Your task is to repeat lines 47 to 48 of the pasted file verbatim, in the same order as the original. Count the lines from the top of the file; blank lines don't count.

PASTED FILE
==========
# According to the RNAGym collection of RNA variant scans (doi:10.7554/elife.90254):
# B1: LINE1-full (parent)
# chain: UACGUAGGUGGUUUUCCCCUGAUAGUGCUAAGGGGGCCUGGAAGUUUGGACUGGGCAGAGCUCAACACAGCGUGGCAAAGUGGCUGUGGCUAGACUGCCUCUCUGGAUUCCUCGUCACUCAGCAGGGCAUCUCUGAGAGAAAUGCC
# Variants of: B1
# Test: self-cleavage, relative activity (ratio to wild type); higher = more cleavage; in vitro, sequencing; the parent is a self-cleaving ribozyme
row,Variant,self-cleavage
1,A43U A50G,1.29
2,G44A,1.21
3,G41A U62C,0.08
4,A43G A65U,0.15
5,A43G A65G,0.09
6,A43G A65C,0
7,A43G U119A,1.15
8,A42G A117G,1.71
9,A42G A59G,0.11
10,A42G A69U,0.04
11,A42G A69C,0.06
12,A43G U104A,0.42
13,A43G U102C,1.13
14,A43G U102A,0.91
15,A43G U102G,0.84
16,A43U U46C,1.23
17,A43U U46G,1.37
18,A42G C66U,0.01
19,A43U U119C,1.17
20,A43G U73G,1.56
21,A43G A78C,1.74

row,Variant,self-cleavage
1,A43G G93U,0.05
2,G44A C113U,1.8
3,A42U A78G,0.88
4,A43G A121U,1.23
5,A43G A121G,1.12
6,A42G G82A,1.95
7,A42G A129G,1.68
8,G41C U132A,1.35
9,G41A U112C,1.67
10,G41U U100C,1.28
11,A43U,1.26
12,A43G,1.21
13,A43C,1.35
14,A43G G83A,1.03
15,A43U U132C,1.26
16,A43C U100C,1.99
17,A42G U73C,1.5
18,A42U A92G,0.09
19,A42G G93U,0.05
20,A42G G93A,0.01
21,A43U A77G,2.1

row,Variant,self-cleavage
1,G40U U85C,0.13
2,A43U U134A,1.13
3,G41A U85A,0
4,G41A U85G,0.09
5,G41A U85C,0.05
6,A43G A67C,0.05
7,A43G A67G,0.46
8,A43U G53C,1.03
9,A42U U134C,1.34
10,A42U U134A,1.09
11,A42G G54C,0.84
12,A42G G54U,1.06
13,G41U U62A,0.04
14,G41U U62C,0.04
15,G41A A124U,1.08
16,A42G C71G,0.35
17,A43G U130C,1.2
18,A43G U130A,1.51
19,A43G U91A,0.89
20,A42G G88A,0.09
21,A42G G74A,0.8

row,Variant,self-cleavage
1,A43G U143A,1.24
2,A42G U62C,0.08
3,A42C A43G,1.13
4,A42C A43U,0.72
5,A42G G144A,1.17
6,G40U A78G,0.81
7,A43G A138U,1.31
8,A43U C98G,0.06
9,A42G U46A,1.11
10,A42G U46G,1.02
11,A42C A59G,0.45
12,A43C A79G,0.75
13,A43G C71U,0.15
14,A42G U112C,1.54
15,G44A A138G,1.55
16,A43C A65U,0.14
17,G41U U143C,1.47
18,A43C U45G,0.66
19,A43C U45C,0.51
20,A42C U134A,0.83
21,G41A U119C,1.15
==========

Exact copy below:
19,A42G G93U,0.05
20,A42G G93A,0.01